As investigating agencies struggle to collect clinching evidence against controversial Islamic preacher Zakir Naik, 51, experts are sceptical if sleuths can rustle up a watertight case against him for his alleged hate speeches.
The Mumbai police have not had much success proving the televangelist’s criminality and legal experts say that the state will have to analyse his speeches thoroughly to make a case that will stand in court.
“Such speeches are given by members of every religion. There is a thin line between freedom of speech and criminality. He [Naik] will say that he is defending his religion, and it will be difficult to prove it [alleged incitement] in court. Court will see whether his intentions are to create enmity between religions, while he will defend himself saying if anyone attacks his religion he will reply,” YP Singh, IPS officer-turned-lawyer, said.
To file a charge sheet in cases under section 153A (promoting enmity between different groups) of the Indian Penal Code, the state’s prior approval is necessary, Sigh said, adding that states usually do not give a go-ahead in such cases.
As Mumbai police commissioner, D. Sivanandan had also probed Naik’s speeches at the Somaiya ground in central Mumbai.
“The state has to be very careful in prosecuting him. Prima-facie, I don’t’ see direct evidence available from his speeches that he is inciting terrorism or communal disharmony. So the prosecutor has to prove it [culpability] beyond a shadow of doubt. Even if the state sanctions action against Naik, evidence won’t hold in the court,” Sivanandan said.
To avoid such judicial embarrassment, Sivanandan said the police have to scrupulously study Naik’s papers and speeches and seek legal opinion on the next course of action.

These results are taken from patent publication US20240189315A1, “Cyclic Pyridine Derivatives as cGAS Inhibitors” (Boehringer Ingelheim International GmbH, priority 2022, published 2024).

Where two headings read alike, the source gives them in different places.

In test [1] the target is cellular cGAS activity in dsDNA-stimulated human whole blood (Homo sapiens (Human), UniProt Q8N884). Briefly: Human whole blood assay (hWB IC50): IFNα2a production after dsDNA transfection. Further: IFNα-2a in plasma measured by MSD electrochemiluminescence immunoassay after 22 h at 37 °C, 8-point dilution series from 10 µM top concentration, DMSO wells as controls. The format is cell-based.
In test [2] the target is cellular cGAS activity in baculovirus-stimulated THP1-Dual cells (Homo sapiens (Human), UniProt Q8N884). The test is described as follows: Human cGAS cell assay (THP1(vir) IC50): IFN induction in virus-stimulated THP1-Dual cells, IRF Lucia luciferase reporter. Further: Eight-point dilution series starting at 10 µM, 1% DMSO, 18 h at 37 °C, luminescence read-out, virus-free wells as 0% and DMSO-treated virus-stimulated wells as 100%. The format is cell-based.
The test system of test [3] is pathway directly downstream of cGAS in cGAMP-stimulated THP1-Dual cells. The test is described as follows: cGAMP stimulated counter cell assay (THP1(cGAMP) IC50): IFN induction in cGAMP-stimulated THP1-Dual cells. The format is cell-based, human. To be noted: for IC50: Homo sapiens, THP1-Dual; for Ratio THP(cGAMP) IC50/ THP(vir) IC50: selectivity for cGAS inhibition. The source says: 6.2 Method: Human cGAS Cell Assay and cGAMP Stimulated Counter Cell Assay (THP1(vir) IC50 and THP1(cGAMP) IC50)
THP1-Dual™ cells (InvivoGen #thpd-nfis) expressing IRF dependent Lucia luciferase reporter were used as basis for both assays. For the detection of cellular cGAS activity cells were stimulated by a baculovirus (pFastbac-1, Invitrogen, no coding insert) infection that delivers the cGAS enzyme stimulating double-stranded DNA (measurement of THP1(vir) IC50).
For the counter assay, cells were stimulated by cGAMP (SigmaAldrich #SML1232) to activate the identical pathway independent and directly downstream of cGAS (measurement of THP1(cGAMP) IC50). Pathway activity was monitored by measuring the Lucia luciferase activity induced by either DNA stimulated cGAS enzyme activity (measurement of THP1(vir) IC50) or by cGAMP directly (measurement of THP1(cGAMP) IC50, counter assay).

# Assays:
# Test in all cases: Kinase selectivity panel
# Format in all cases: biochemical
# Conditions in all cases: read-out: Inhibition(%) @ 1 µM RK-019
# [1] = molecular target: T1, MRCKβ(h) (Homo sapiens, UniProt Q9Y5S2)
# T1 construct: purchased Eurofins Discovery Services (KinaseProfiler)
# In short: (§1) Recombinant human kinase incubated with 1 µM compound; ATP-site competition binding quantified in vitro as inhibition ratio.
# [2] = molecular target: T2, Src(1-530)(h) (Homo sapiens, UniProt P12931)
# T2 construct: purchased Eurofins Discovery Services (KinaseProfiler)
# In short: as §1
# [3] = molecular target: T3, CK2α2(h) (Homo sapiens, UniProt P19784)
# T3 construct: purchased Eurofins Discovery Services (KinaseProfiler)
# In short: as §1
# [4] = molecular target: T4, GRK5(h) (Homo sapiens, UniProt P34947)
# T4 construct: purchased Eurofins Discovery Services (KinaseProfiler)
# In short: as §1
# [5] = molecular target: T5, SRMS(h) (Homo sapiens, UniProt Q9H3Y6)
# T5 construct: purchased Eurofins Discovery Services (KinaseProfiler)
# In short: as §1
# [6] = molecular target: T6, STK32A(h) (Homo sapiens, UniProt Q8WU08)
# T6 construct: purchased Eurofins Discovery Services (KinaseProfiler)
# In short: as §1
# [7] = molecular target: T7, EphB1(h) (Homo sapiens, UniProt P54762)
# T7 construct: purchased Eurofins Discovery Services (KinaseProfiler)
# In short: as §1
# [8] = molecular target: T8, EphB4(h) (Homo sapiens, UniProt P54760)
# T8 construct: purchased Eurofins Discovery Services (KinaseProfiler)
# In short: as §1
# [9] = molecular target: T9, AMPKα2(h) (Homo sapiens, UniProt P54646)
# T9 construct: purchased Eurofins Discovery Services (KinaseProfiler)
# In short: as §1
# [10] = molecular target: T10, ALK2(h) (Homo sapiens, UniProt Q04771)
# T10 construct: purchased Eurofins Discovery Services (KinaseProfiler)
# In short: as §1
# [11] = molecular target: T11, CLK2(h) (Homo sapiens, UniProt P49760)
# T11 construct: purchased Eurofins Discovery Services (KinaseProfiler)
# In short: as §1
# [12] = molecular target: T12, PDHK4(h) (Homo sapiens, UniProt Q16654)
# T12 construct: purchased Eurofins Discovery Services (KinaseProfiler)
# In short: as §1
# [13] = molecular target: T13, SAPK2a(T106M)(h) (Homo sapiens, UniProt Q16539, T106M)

“One has to tread cautiously, very cautiously, or else it will have a boomerang effect,” he added.
On the other hand, some experts have pointed out that a case can be made if agencies can prove that his speeches were inflammatory.
“Firstly, the police have to make a prima facie case under relevant sections of the IPC. If they can point out that his speeches or preaching have caused unrest or they have enough material that youths have been instigated to adopt the path of terrorism, it is only then they would be justified in registering a crime against him. Even after registering crime, the police have to give him an opportunity to explain why penal offences should not be slapped against him for omission and commission,” said Majeed Memon, senior advocate.
Naik has been in the spotlight ever since two of the six terrorists who attacked the Holey Artisan Café in Dhaka, Bangladesh, two weeks ago claimed they had been influenced by his sermons.
He had been on the police’s radar well before that and was questioned by the state’s anti-terrorism squad in 2006, after the police found that a suspect in the July 11 train bombings that year was an employee at his Dongri office.